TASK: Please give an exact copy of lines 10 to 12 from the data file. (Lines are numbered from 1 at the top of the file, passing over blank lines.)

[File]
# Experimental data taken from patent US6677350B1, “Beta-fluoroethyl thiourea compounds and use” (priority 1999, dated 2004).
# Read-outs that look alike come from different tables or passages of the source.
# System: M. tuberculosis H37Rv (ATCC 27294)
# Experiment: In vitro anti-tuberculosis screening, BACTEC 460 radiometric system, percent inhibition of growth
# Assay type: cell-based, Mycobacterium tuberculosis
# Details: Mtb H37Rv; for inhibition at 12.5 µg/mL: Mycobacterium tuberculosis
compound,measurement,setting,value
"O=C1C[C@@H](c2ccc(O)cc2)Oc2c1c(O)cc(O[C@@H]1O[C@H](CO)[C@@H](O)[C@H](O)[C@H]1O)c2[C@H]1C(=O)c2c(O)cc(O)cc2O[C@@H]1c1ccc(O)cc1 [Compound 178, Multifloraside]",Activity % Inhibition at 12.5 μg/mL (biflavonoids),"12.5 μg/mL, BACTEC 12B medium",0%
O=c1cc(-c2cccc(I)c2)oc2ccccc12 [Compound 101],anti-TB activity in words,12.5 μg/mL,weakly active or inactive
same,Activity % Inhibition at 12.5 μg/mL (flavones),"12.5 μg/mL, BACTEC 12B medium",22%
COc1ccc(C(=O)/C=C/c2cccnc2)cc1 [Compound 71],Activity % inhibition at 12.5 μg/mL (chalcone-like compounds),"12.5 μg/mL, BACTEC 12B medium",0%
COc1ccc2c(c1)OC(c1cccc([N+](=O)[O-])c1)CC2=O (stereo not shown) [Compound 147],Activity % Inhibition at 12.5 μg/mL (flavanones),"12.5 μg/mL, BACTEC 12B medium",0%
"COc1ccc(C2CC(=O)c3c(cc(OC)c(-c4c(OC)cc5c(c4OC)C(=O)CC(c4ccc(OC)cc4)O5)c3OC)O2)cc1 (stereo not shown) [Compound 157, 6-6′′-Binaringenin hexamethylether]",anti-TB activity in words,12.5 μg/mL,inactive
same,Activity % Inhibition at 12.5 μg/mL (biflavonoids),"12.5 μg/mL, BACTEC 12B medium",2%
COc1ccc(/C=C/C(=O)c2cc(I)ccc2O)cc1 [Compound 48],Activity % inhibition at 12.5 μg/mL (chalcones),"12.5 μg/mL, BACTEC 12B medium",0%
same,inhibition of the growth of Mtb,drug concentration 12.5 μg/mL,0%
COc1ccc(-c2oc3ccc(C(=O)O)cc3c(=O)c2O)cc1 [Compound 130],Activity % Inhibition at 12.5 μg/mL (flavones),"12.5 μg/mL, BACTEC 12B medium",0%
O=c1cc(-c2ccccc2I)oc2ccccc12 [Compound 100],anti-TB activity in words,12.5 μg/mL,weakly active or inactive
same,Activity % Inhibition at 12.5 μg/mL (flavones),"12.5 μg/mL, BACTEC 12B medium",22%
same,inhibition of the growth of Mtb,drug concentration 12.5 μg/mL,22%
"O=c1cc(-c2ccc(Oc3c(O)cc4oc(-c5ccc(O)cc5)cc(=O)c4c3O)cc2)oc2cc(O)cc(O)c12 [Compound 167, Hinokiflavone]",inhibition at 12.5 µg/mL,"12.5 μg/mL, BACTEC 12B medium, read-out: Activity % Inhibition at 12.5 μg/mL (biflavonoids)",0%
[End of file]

same,Activity % Inhibition at 12.5 μg/mL (flavones),"12.5 μg/mL, BACTEC 12B medium",22%
COc1ccc(C(=O)/C=C/c2cccnc2)cc1 [Compound 71],Activity % inhibition at 12.5 μg/mL (chalcone-like compounds),"12.5 μg/mL, BACTEC 12B medium",0%
COc1ccc2c(c1)OC(c1cccc([N+](=O)[O-])c1)CC2=O (stereo not shown) [Compound 147],Activity % Inhibition at 12.5 μg/mL (flavanones),"12.5 μg/mL, BACTEC 12B medium",0%